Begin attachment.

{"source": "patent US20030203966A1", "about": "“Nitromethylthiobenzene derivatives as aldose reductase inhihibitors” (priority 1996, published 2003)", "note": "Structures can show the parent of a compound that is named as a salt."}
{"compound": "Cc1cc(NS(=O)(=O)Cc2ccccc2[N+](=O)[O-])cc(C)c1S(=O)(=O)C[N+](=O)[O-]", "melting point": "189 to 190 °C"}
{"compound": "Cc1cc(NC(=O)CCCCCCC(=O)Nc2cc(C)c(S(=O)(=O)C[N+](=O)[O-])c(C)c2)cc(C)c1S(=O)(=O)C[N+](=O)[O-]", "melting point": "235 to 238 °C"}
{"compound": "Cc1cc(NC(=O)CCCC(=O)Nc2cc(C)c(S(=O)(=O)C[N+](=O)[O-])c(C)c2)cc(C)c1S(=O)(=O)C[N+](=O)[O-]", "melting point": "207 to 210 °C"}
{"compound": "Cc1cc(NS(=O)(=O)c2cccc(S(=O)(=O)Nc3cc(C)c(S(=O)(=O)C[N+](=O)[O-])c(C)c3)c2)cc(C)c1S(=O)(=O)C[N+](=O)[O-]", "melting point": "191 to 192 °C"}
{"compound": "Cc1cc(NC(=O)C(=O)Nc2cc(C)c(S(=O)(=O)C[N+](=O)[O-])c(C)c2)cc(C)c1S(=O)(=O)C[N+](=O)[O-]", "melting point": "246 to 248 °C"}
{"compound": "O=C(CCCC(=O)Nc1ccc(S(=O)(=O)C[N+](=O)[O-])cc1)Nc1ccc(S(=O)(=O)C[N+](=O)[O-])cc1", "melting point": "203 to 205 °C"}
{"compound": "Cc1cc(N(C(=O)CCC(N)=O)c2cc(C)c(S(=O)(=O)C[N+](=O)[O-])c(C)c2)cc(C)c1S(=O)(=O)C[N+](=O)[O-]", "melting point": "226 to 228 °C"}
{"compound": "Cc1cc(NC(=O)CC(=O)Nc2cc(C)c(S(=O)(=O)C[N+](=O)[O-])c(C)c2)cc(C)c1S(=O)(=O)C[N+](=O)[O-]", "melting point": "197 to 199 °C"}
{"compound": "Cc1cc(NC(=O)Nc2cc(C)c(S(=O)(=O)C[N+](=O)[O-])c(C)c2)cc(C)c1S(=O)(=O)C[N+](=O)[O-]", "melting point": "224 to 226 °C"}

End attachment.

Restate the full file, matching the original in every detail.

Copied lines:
{"source": "patent US20030203966A1", "about": "“Nitromethylthiobenzene derivatives as aldose reductase inhihibitors” (priority 1996, published 2003)", "note": "Structures can show the parent of a compound that is named as a salt."}
{"compound": "Cc1cc(NS(=O)(=O)Cc2ccccc2[N+](=O)[O-])cc(C)c1S(=O)(=O)C[N+](=O)[O-]", "melting point": "189 to 190 °C"}
{"compound": "Cc1cc(NC(=O)CCCCCCC(=O)Nc2cc(C)c(S(=O)(=O)C[N+](=O)[O-])c(C)c2)cc(C)c1S(=O)(=O)C[N+](=O)[O-]", "melting point": "235 to 238 °C"}
{"compound": "Cc1cc(NC(=O)CCCC(=O)Nc2cc(C)c(S(=O)(=O)C[N+](=O)[O-])c(C)c2)cc(C)c1S(=O)(=O)C[N+](=O)[O-]", "melting point": "207 to 210 °C"}
{"compound": "Cc1cc(NS(=O)(=O)c2cccc(S(=O)(=O)Nc3cc(C)c(S(=O)(=O)C[N+](=O)[O-])c(C)c3)c2)cc(C)c1S(=O)(=O)C[N+](=O)[O-]", "melting point": "191 to 192 °C"}
{"compound": "Cc1cc(NC(=O)C(=O)Nc2cc(C)c(S(=O)(=O)C[N+](=O)[O-])c(C)c2)cc(C)c1S(=O)(=O)C[N+](=O)[O-]", "melting point": "246 to 248 °C"}
{"compound": "O=C(CCCC(=O)Nc1ccc(S(=O)(=O)C[N+](=O)[O-])cc1)Nc1ccc(S(=O)(=O)C[N+](=O)[O-])cc1", "melting point": "203 to 205 °C"}
{"compound": "Cc1cc(N(C(=O)CCC(N)=O)c2cc(C)c(S(=O)(=O)C[N+](=O)[O-])c(C)c2)cc(C)c1S(=O)(=O)C[N+](=O)[O-]", "melting point": "226 to 228 °C"}
{"compound": "Cc1cc(NC(=O)CC(=O)Nc2cc(C)c(S(=O)(=O)C[N+](=O)[O-])c(C)c2)cc(C)c1S(=O)(=O)C[N+](=O)[O-]", "melting point": "197 to 199 °C"}
{"compound": "Cc1cc(NC(=O)Nc2cc(C)c(S(=O)(=O)C[N+](=O)[O-])c(C)c2)cc(C)c1S(=O)(=O)C[N+](=O)[O-]", "melting point": "224 to 226 °C"}